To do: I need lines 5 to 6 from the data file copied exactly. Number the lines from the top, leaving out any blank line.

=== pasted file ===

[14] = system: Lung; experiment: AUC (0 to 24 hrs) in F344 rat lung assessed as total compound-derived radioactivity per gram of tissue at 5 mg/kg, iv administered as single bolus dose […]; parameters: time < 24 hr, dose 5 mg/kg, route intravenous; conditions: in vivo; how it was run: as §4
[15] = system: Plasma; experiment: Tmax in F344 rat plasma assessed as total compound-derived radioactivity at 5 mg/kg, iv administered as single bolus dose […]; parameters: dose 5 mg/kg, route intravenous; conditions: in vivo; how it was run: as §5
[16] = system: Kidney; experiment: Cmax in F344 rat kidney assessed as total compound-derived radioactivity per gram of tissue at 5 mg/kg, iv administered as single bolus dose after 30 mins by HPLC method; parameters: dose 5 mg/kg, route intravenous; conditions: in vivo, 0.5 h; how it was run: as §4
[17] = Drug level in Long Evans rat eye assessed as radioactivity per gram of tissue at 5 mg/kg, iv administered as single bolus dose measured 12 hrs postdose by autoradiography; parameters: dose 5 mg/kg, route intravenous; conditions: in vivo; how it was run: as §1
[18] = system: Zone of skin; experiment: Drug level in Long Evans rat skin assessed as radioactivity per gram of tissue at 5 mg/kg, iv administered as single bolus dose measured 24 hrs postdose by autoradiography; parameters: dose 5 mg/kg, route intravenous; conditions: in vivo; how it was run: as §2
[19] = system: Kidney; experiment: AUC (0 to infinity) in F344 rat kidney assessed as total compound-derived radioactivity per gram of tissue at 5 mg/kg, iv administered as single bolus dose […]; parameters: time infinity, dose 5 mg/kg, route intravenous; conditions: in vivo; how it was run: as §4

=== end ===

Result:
[18] = system: Zone of skin; experiment: Drug level in Long Evans rat skin assessed as radioactivity per gram of tissue at 5 mg/kg, iv administered as single bolus dose measured 24 hrs postdose by autoradiography; parameters: dose 5 mg/kg, route intravenous; conditions: in vivo; how it was run: as §2
[19] = system: Kidney; experiment: AUC (0 to infinity) in F344 rat kidney assessed as total compound-derived radioactivity per gram of tissue at 5 mg/kg, iv administered as single bolus dose […]; parameters: time infinity, dose 5 mg/kg, route intravenous; conditions: in vivo; how it was run: as §4